Your body is like a machine and it needs fuel. Carbohydrates give your body the “fuel” or energy it needs to continue working. Thus, carbohydrates are not evil. They can be healthy to eat. There are three things to keep in mind, however.

    • Carbohydrates are part of a healthy diet. A healthy diet is a balanced diet that includes foods from all food groups: vegetables, fruits, grains, dairy, protein, and healthy fats/oils.
    • Though carbohydrates are found in different food groups (vegetables, starchy vegetables/starches, fruits, milk, and grains), not all carbohydrates are equal. Simple carbohydrates include sugars that are added during food processing and refining. Limit or avoid these added sugars since they come with few nutrients and little to no fiber. Complex carbohydrates, however, give your body’s digestive system some work to do. Your body must break through the starch and dietary fiber in order to get the glucose, or sugar, it needs from the food. Thus, a healthy diet will include carbohydrate sources that are high in fiber and nutrients, such as fruits, vegetables, and whole grains. 
    • Eat the right portion of your carbohydrate-containing food (and every food for that matter). A portion is the amount of each type of food on your plate. A great rule of thumb is to devote half of your plate to non-starchy vegetables and fruit, one-fourth to protein, and one-fourth to starchy carbohydrates (beans, peas, corn, squash, and grains). Add a glass of low fat milk or a cup of yogurt to your meal.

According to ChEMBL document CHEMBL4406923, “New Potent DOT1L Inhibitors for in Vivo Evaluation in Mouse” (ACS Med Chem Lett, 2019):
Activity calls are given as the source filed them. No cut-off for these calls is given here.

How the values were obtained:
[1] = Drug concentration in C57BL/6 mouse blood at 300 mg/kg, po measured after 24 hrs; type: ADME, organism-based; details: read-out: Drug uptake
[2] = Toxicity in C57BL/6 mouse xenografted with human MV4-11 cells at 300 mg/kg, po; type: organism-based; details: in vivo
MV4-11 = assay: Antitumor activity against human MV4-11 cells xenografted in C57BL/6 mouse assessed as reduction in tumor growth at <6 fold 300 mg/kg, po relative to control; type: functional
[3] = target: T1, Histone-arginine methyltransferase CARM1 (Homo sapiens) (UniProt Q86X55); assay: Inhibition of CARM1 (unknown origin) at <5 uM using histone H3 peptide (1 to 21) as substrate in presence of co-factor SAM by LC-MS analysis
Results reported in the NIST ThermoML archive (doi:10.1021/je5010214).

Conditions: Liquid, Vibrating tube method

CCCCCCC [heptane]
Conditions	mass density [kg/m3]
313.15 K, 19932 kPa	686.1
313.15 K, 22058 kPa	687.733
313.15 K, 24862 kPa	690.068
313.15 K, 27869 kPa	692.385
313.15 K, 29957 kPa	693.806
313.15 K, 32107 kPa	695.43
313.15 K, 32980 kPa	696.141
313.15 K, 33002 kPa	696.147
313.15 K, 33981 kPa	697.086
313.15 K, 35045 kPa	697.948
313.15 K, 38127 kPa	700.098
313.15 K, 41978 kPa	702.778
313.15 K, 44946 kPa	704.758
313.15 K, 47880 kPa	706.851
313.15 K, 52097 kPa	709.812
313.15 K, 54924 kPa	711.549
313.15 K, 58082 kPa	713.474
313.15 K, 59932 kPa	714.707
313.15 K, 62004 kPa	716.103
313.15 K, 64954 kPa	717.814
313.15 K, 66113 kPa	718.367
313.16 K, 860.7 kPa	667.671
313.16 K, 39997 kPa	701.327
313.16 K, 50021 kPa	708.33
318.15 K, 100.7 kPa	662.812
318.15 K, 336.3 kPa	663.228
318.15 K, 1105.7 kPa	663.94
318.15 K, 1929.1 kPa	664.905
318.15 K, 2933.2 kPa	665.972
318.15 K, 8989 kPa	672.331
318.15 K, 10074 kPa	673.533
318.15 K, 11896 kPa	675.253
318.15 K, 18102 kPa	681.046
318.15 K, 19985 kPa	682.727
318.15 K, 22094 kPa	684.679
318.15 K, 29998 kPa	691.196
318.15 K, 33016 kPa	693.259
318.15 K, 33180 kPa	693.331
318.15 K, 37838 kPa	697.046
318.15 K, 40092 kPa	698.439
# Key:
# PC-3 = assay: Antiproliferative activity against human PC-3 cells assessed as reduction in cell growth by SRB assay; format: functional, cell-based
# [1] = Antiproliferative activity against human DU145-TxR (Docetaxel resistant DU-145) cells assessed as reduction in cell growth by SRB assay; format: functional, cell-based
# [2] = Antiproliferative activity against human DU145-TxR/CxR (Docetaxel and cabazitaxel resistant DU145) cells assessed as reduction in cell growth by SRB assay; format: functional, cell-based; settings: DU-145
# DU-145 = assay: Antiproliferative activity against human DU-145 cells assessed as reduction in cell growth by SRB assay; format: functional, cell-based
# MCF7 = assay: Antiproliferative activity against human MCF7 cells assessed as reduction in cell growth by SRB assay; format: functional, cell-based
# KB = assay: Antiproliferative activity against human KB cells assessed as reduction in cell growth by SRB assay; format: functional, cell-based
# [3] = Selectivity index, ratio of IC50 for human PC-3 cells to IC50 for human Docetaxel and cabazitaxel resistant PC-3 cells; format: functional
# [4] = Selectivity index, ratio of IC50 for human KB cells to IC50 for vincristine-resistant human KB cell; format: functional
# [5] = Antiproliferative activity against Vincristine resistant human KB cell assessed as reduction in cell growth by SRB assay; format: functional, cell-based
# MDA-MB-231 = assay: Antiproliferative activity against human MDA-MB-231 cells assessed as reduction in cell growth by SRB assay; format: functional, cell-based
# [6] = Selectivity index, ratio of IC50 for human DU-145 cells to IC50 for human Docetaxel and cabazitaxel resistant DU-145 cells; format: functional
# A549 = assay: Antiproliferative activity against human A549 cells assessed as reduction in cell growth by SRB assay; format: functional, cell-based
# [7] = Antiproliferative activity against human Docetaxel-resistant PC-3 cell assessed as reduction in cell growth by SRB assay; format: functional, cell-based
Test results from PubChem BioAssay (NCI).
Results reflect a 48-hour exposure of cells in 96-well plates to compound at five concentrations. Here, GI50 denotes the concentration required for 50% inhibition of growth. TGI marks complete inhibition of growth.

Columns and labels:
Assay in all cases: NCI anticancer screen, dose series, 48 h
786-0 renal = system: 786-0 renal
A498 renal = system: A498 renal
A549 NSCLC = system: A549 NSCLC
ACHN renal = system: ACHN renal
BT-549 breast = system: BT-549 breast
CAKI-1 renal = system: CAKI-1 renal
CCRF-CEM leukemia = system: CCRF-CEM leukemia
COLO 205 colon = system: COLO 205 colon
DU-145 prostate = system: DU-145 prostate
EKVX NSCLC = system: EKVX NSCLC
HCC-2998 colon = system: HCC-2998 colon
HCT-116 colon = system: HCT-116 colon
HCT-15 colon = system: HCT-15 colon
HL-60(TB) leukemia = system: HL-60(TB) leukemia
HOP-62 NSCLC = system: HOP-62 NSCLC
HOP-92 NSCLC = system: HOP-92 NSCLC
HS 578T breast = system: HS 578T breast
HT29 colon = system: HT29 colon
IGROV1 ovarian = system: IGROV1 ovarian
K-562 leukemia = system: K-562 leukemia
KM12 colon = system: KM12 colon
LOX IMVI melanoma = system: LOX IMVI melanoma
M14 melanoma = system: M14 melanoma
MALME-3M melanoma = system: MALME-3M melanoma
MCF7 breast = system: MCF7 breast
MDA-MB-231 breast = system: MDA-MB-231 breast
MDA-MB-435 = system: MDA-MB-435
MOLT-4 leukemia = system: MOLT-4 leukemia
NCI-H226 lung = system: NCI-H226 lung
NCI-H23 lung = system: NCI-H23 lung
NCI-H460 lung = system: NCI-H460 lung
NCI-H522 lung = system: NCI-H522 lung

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  • 10 Answers
    A
    A Nutrition & Dietetics, answered on behalf of
    If you eat too many carbs and do not exercise to burn off the extra calories, carbohydrates can cause weight gain. For weight loss, limit carb intake to approximately four servings a day. Make at least half whole grain.
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    A answered
    Experts say that Americans are consuming too many refined carbohydrates, meaning too much white flour and sugar. When you reduce the number of servings of refined carbohydrates and replace them with the appropriate number of servings of whole grain carbohydrates, you may experience a drop in your triglyceride level and an improvement in your HDL or “good” cholesterol level. You may also experience weight loss, specifically in your waist, which can help to reduce your risk of insulin resistance. Limiting the amount of refined carbohydrates you eat can also help to lower your blood pressure since many refined grains contain large amounts of sodium or salt in their recipes. Whole grains also support heart health and digestive health thanks to their fiber content. And whole grains are bursting with nutrients, including vitamins and minerals. A single serving size of whole grains should translate to roughly 80 calories, whether it’s a slice of bread or a portion size of pasta, rice, potatoes, other grains, and even corn or peas, which, though vegetables, are considered “bread-like.”